The Guest Blog

The free movement of persons within the European Union is the subject of many erroneous assumptions. This fundamental freedom often falls under debate, pulled between its enthusiastic defenders and its sworn opponents. Preconceived ideas are deeply rooted in the collective imagination, such as the Polish plumber exploiting the directive on posted workers, or poor citizens who exercise their right to free movement solely in order to obtain another Member State’s social benefits, commonly referred to as “social tourism”.

It is necessary to moderate the debate and to analyse EU law to determine what is truth and what is fiction.

  1. Historic and contextual elements of a freedom currently under scrutiny

The free movement of workers, established by the Treaty of Rome (signed in 1957), has progressively evolved and now applies to all citizens. We no longer speak of intra-European migration, but of mobility, as this involves rights that are very different from those for third State nationals. This mobility takes place between the EU Member States, independently of their belonging to the Schengen Area.

  1. Broad access to the territory but a conditional right of residence

EU citizens and their families benefit from the right to move and reside freely within the territories of the Member States. This right however is not without conditions, and differentiates between workers and other European citizens. Job seekers receive specialised treatment that allows them to try to find employment, but without becoming an unreasonable burden for the host country. This right is also limited in order to ensure the security of Member States’ territories and the sustainability of their social welfare systems.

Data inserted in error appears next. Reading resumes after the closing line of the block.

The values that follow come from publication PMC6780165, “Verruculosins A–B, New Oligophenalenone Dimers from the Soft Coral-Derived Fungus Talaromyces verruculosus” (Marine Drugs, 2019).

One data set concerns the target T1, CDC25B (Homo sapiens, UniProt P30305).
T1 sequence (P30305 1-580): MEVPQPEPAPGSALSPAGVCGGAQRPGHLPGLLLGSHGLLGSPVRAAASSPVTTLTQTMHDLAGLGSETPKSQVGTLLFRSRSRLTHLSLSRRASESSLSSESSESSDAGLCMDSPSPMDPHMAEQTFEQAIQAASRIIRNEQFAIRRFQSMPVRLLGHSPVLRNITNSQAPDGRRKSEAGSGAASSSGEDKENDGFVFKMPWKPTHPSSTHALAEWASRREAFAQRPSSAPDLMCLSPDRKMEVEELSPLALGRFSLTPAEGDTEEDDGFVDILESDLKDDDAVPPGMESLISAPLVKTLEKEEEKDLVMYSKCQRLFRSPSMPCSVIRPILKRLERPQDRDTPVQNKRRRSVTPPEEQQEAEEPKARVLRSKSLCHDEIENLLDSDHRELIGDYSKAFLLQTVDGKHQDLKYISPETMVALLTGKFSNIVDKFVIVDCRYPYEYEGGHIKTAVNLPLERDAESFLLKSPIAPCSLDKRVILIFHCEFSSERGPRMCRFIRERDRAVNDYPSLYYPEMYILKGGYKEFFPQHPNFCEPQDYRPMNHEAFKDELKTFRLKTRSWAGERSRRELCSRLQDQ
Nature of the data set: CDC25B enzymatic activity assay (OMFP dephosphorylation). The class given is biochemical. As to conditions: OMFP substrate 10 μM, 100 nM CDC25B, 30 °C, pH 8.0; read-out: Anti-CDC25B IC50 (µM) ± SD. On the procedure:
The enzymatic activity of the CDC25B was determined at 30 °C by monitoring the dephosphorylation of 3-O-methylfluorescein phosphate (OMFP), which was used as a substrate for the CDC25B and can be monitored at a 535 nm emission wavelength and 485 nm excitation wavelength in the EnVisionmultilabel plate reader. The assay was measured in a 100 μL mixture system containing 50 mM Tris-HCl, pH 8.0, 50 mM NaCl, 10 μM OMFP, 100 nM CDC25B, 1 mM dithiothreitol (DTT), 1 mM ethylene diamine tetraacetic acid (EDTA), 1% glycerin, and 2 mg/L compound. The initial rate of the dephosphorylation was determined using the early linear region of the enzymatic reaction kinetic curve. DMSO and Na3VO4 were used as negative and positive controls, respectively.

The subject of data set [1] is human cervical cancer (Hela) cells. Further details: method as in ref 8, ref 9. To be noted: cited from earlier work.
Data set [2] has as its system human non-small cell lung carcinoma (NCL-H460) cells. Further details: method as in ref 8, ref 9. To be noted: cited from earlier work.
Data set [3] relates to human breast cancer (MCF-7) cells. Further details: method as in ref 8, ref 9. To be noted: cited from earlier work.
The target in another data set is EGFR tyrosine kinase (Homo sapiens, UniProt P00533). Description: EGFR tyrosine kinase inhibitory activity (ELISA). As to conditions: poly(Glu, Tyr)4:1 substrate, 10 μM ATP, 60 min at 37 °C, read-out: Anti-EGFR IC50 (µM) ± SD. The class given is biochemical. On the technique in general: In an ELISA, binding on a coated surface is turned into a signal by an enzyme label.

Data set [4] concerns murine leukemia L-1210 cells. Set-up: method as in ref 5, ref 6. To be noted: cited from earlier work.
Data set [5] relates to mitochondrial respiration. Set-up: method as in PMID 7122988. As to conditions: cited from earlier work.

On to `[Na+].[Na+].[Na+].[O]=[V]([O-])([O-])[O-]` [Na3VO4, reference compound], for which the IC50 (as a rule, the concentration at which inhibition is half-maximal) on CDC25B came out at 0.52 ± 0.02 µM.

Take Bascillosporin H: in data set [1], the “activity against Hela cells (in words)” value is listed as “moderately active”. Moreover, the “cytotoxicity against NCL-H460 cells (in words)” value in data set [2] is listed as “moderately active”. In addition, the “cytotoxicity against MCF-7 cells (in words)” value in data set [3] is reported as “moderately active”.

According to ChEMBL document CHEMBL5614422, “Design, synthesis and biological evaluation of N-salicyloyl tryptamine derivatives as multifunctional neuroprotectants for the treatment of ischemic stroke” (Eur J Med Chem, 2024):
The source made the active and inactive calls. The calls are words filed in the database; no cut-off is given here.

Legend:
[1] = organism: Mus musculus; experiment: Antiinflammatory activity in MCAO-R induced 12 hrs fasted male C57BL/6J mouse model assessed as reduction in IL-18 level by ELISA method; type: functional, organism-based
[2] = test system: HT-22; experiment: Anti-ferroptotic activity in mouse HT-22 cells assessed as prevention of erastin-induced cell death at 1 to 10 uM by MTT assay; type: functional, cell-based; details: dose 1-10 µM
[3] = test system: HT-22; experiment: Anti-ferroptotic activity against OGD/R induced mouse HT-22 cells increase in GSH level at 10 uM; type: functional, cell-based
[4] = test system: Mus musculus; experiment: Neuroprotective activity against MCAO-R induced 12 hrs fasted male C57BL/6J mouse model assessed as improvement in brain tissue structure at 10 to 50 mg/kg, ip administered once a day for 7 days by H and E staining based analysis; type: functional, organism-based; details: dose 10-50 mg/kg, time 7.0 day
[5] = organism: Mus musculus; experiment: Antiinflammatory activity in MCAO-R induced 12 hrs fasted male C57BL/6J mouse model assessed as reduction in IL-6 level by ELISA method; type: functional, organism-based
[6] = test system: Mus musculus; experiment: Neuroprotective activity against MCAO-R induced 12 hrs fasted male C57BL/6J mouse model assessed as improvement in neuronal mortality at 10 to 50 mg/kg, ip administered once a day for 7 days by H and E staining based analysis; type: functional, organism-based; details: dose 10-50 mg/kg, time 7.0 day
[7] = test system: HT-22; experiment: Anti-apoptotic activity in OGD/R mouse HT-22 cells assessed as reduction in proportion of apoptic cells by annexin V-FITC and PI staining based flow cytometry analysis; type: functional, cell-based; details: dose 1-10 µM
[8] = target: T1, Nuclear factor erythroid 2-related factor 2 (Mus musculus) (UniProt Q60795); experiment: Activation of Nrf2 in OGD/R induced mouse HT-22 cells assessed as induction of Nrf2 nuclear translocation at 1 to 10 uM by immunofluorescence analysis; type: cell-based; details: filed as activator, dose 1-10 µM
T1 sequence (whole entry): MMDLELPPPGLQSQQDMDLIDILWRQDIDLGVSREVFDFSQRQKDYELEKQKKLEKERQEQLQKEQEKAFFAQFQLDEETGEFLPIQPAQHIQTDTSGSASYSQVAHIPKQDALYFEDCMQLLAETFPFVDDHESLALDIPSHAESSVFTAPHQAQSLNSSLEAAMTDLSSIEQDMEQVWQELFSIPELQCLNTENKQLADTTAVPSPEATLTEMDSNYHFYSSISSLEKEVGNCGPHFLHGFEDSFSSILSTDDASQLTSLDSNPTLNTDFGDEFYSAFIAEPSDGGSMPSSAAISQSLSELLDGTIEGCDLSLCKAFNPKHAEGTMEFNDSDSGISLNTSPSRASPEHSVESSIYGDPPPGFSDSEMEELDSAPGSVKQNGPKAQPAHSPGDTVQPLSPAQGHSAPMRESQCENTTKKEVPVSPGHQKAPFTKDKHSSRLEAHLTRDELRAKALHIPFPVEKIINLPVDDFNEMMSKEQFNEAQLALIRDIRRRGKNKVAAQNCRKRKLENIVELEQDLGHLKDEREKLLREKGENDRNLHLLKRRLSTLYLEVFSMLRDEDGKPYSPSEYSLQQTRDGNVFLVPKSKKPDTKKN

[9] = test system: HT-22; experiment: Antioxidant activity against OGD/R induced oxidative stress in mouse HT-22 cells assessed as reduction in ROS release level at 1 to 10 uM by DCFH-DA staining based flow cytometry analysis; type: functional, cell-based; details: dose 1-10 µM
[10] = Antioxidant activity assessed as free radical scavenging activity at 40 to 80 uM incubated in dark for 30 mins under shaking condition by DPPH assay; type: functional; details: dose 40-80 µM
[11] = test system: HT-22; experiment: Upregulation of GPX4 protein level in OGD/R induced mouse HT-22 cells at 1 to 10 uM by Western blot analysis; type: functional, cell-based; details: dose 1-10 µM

1. Access to employment

EU citizens should not be discriminated against when it comes to employment in a Member State other than their own. Their family members, even if they are third country nationals, may have the right to work in the State where the EU citizen is working. However, there are some exceptions for certain types of employment in the public sector, and for citizens of new Member States going through transitional periods. The case of posted workers, who are often criticized in the debate, will receive particular attention.

  1. Access to social advantages

Equal treatment is not guaranteed for citizens using their freedom of movement. It is conditional upon acquiring the right of residence and limited to the fact that it does not lead to the citizen becoming an unreasonable burden for the host State. Access to benefits and social welfare varies greatly depending on the citizen’s situation, i.e. whether (s)he is considered to be a worker or an economically inactive person. The allocation of unemployment benefits has been adapted so that it does not penalise a worker having used his or her freedom of movement.

Text taken from “The Free Movement of Europeans – Taking stock of a misunderstood right”, to be published on 24 November at www.delorsinstitute.eu

 

 

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